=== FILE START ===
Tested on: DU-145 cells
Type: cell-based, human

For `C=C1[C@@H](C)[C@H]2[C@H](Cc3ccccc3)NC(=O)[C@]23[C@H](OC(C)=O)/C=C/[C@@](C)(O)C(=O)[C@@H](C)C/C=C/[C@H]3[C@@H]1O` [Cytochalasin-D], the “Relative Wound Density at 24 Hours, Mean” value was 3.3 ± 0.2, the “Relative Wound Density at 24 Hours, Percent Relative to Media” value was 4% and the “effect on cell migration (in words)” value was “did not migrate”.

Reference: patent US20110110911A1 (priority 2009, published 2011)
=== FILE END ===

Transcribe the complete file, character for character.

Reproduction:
Tested on: DU-145 cells
Type: cell-based, human

For `C=C1[C@@H](C)[C@H]2[C@H](Cc3ccccc3)NC(=O)[C@]23[C@H](OC(C)=O)/C=C/[C@@](C)(O)C(=O)[C@@H](C)C/C=C/[C@H]3[C@@H]1O` [Cytochalasin-D], the “Relative Wound Density at 24 Hours, Mean” value was 3.3 ± 0.2, the “Relative Wound Density at 24 Hours, Percent Relative to Media” value was 4% and the “effect on cell migration (in words)” value was “did not migrate”.

Reference: patent US20110110911A1 (priority 2009, published 2011)